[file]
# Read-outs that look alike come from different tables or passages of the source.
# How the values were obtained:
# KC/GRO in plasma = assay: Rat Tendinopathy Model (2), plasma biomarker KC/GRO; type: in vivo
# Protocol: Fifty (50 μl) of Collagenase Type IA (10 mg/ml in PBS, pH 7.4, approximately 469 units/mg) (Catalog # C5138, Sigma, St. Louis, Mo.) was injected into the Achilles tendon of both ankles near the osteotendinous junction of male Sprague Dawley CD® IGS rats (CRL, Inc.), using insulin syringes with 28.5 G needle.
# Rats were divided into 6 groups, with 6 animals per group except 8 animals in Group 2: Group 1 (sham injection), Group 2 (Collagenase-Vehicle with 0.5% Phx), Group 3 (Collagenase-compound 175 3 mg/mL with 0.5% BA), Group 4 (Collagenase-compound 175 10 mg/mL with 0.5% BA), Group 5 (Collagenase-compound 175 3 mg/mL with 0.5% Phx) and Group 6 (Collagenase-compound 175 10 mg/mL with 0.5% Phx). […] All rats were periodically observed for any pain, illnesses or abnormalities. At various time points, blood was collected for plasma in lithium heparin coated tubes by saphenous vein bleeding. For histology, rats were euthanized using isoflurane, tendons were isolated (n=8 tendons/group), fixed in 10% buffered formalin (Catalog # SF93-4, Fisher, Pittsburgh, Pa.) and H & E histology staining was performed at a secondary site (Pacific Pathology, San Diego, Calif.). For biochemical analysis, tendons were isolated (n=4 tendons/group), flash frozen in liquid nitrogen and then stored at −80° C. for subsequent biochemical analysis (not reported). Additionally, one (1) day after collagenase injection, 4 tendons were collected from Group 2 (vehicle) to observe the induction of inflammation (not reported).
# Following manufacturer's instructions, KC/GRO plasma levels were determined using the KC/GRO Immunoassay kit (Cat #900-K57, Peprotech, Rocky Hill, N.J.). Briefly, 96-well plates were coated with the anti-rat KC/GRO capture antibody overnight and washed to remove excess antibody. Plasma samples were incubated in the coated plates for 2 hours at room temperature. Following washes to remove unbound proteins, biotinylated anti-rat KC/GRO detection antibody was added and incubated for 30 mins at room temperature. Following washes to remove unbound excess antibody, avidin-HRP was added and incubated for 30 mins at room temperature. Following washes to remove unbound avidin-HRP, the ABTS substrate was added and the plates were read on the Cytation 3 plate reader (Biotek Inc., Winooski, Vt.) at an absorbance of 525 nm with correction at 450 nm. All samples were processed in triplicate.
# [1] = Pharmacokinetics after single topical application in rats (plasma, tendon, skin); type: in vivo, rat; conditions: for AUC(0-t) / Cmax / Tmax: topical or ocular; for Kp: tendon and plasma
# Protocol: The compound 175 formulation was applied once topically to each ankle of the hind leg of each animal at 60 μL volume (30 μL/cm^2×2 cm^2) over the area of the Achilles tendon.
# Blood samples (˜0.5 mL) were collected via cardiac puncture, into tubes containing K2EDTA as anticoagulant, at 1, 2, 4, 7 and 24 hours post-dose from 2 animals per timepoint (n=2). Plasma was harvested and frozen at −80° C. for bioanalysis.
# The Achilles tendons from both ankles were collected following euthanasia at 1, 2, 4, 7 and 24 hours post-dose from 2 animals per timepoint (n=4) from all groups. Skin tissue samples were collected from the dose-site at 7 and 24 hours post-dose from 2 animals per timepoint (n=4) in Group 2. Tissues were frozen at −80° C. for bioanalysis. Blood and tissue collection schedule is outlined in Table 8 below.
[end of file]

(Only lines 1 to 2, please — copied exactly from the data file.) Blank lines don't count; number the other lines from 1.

# Read-outs that look alike come from different tables or passages of the source.
# How the values were obtained: